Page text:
Unable to launch a national awareness campaign on their own, some school districts are taking extra steps to prevent illegal passings and alert police of violations when they happen.
Some, including a district in West Virginia, have tried installing even longer stop-arms that reach out 5 feet from the bus into the opposite lane and have flashing red lights on them.
More commonly, others have invested in installing cameras on their bus fleets that capture images and videos of vehicles that pass buses illegally. Then, those drivers are usually issued fines (the amount varies state to state) via mail.
The cameras are a “critical piece in the equation,” Weber said, because it can be difficult—if not impossible—for drivers to get all of the information about a vehicle that passes a bus the moment it happens in order to report it to police. Without a bus camera, drivers would have to record the car’s license plate, make, model, and color; the time of the violation; and where it happened all on their own and within just a few seconds. That’s on top of trying to watch the children and other surroundings to make sure they’re safe.
“It’s very difficult to get enough information to pass on to law enforcement to be able to do anything about it, but, otherwise, enforcement is almost non-existent,” Weber said.
The problem, Weber said, is that the cameras do little to educate and proactively discourage dangerous driving around school buses. It’s more reactive. Hopefully, drivers who are caught and fined think twice about passing a stopped bus again, but that still leaves millions of kids at risk, Weber said.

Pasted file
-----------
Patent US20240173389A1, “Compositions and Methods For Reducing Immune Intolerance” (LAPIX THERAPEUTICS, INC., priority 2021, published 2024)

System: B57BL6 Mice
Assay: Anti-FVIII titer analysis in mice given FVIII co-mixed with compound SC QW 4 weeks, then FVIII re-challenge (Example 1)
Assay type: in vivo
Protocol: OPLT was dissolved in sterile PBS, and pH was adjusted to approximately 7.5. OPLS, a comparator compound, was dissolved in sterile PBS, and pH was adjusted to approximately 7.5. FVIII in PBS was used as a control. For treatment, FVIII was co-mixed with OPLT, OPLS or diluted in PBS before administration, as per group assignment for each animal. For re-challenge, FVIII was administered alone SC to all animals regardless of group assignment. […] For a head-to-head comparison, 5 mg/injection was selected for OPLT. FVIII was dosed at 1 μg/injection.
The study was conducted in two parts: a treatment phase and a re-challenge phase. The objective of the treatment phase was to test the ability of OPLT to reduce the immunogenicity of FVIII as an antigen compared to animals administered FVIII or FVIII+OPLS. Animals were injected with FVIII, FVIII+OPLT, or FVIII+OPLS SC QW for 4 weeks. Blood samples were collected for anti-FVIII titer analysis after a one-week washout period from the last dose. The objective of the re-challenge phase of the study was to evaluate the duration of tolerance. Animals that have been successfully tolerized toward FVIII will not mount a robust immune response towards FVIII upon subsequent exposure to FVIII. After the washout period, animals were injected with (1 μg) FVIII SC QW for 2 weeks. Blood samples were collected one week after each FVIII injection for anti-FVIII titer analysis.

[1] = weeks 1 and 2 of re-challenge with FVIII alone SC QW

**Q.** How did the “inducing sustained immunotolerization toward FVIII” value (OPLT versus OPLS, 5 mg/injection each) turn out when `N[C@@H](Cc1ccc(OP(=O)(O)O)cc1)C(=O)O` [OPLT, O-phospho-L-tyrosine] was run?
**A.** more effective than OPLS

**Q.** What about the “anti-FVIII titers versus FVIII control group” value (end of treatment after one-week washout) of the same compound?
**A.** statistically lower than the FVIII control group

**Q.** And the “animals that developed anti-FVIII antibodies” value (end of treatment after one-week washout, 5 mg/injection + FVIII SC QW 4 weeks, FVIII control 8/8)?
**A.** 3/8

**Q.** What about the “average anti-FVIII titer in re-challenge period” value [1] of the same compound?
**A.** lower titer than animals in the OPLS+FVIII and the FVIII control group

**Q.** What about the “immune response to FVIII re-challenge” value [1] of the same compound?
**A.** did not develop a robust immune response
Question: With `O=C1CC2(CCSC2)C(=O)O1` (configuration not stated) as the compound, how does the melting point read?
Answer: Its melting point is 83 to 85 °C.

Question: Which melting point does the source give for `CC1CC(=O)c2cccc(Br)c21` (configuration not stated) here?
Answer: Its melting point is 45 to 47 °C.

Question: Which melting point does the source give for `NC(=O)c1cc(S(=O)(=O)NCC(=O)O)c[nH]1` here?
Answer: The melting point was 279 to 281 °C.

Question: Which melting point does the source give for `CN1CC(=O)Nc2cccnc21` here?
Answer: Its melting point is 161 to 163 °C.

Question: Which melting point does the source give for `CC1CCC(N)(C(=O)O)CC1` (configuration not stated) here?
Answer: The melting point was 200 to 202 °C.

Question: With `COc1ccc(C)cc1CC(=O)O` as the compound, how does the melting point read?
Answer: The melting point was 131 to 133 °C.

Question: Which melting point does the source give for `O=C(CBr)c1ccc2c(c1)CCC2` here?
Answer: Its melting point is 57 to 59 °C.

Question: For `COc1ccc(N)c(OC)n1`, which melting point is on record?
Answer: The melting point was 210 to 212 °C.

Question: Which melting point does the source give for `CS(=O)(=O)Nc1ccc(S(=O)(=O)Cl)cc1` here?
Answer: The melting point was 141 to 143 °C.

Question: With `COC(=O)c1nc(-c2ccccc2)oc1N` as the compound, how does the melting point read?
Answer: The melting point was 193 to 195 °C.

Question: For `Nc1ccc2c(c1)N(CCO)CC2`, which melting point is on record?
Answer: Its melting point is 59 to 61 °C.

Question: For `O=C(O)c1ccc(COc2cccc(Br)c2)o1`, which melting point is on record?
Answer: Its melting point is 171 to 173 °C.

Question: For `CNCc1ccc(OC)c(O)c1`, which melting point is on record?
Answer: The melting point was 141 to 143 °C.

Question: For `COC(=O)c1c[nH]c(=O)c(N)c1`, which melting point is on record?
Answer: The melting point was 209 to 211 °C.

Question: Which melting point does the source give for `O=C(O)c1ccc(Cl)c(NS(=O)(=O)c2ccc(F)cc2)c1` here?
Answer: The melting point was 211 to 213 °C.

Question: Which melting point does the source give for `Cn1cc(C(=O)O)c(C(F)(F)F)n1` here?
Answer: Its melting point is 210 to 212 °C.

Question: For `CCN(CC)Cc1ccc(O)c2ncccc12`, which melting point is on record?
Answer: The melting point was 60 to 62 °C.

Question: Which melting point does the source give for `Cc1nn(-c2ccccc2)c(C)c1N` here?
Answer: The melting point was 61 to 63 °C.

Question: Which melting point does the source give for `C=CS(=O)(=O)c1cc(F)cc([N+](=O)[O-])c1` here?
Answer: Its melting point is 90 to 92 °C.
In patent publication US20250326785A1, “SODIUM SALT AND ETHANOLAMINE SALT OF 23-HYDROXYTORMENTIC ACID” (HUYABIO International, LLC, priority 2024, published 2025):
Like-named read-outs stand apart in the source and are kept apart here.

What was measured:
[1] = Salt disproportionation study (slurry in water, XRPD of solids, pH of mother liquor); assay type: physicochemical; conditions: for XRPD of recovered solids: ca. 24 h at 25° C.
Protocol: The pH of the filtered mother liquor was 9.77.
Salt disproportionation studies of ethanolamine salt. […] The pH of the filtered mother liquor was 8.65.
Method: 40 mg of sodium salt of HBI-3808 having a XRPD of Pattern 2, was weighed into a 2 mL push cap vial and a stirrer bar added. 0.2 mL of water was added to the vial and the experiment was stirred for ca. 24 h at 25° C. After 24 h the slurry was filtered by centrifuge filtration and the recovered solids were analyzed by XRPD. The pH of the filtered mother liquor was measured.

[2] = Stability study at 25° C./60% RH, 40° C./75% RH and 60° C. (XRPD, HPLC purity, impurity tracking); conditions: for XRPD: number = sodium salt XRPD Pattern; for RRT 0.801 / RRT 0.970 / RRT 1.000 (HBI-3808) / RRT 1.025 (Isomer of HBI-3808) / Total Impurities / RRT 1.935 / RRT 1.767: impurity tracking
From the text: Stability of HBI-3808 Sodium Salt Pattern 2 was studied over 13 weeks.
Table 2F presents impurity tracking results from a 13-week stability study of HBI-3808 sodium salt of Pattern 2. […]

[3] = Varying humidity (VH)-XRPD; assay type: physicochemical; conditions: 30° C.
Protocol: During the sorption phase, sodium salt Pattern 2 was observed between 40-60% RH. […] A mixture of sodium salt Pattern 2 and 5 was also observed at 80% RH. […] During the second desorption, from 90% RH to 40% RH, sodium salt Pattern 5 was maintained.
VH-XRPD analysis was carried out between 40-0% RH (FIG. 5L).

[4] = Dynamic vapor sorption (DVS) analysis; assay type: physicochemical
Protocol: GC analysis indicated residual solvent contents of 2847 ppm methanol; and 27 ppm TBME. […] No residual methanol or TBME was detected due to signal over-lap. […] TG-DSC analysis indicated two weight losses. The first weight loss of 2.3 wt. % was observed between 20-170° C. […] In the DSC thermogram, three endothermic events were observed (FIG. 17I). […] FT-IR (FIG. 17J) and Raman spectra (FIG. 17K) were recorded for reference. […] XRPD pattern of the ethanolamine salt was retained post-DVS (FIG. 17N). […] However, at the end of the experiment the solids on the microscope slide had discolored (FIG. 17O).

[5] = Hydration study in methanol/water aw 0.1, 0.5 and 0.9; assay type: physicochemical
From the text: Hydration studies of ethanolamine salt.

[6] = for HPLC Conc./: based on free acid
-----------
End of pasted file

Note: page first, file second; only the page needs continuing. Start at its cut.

“The school transportation community moves about 25 million children every day to and from school, so if you think about that number of children who are boarding and exiting a bus every day, getting on and off to go to school and home from school, that’s a lot of points where they’re really vulnerable,” Weber said.
And even when a driver is caught and fined, it may not be enough to keep them from doing it again, Macysyn said. It may be more effective for the violations to carry penalties that are reflected on a person’s driving record.
“It has to have that kind of level of stigma attached to it instead of, ‘Oh, yeah, I just kind of made a mistake,’ ” he said. “They need to be like, ‘No, you made a potentially critical mistake, and you need to understand the consequences,’ and I’m not sure that’s happening with the way these things are adjudicated across the 50 states.”
What schools can do
There are too many factors for districts to address the problem on their own, Weber and Macysyn said, and it will take buy-in from other agencies at the local, state, and national levels to make a significant difference.
But schools can help.
Realistically, the most effective step schools can take is to raise awareness about bus safety rules as clearly and as often as possible.
As students prepare to return from summer break, schools can carry out local awareness campaigns. They should distribute fliers about bus safety and post the local rules to their websites and social media pages, Weber said. That should be repeated around National School Bus Safety Week in October, and periodically throughout the year. The more people schools reach, the better, she said.
It’s also important to teach students about how to be safe pedestrians, Macysyn added. That could include reminders about staying on sidewalks when available, being aware of their surroundings, and waiting for the bus driver to tell them when to board and disembark.
“The child is a pedestrian, so we have to teach them to also be on the lookout,” Macysyn said. “We know that just because the rules are in place doesn’t mean people are following them.”